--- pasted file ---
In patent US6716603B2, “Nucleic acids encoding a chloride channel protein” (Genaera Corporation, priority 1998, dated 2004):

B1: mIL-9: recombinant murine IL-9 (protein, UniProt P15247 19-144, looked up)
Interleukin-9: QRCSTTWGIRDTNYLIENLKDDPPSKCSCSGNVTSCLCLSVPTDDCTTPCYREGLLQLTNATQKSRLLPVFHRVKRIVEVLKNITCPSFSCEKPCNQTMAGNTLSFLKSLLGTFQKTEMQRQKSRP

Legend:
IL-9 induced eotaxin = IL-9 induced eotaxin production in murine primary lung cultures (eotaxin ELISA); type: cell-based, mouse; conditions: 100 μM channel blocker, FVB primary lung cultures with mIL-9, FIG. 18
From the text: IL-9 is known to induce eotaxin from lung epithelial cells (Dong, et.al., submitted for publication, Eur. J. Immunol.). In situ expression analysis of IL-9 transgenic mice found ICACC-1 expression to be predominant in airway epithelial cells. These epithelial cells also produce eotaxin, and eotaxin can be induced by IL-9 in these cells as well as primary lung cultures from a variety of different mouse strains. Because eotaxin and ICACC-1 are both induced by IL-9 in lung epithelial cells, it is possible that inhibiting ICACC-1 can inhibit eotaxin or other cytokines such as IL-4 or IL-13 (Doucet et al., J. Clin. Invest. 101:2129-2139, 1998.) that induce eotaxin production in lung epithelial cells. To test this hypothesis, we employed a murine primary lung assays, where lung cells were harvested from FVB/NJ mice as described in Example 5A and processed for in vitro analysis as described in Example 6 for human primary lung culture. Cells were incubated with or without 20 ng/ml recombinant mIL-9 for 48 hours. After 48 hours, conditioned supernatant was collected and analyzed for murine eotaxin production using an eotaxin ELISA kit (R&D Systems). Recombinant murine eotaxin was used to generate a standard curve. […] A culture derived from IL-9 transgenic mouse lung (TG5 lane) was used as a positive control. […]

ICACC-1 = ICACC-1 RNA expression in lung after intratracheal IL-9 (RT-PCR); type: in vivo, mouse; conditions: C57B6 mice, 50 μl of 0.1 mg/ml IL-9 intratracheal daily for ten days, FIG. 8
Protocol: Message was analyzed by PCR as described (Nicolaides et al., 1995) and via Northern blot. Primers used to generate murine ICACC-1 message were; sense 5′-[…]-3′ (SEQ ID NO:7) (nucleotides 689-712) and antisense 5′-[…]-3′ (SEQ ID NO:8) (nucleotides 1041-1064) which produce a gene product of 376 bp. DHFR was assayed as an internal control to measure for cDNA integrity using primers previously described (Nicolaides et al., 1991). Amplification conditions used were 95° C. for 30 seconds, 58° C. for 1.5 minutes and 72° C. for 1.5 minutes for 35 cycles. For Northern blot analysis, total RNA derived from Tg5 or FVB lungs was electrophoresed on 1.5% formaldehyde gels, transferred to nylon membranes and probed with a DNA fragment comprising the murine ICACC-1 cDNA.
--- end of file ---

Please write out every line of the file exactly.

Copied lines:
In patent US6716603B2, “Nucleic acids encoding a chloride channel protein” (Genaera Corporation, priority 1998, dated 2004):

B1: mIL-9: recombinant murine IL-9 (protein, UniProt P15247 19-144, looked up)
Interleukin-9: QRCSTTWGIRDTNYLIENLKDDPPSKCSCSGNVTSCLCLSVPTDDCTTPCYREGLLQLTNATQKSRLLPVFHRVKRIVEVLKNITCPSFSCEKPCNQTMAGNTLSFLKSLLGTFQKTEMQRQKSRP

Legend:
IL-9 induced eotaxin = IL-9 induced eotaxin production in murine primary lung cultures (eotaxin ELISA); type: cell-based, mouse; conditions: 100 μM channel blocker, FVB primary lung cultures with mIL-9, FIG. 18
From the text: IL-9 is known to induce eotaxin from lung epithelial cells (Dong, et.al., submitted for publication, Eur. J. Immunol.). In situ expression analysis of IL-9 transgenic mice found ICACC-1 expression to be predominant in airway epithelial cells. These epithelial cells also produce eotaxin, and eotaxin can be induced by IL-9 in these cells as well as primary lung cultures from a variety of different mouse strains. Because eotaxin and ICACC-1 are both induced by IL-9 in lung epithelial cells, it is possible that inhibiting ICACC-1 can inhibit eotaxin or other cytokines such as IL-4 or IL-13 (Doucet et al., J. Clin. Invest. 101:2129-2139, 1998.) that induce eotaxin production in lung epithelial cells. To test this hypothesis, we employed a murine primary lung assays, where lung cells were harvested from FVB/NJ mice as described in Example 5A and processed for in vitro analysis as described in Example 6 for human primary lung culture. Cells were incubated with or without 20 ng/ml recombinant mIL-9 for 48 hours. After 48 hours, conditioned supernatant was collected and analyzed for murine eotaxin production using an eotaxin ELISA kit (R&D Systems). Recombinant murine eotaxin was used to generate a standard curve. […] A culture derived from IL-9 transgenic mouse lung (TG5 lane) was used as a positive control. […]

ICACC-1 = ICACC-1 RNA expression in lung after intratracheal IL-9 (RT-PCR); type: in vivo, mouse; conditions: C57B6 mice, 50 μl of 0.1 mg/ml IL-9 intratracheal daily for ten days, FIG. 8
Protocol: Message was analyzed by PCR as described (Nicolaides et al., 1995) and via Northern blot. Primers used to generate murine ICACC-1 message were; sense 5′-[…]-3′ (SEQ ID NO:7) (nucleotides 689-712) and antisense 5′-[…]-3′ (SEQ ID NO:8) (nucleotides 1041-1064) which produce a gene product of 376 bp. DHFR was assayed as an internal control to measure for cDNA integrity using primers previously described (Nicolaides et al., 1991). Amplification conditions used were 95° C. for 30 seconds, 58° C. for 1.5 minutes and 72° C. for 1.5 minutes for 35 cycles. For Northern blot analysis, total RNA derived from Tg5 or FVB lungs was electrophoresed on 1.5% formaldehyde gels, transferred to nylon membranes and probed with a DNA fragment comprising the murine ICACC-1 cDNA.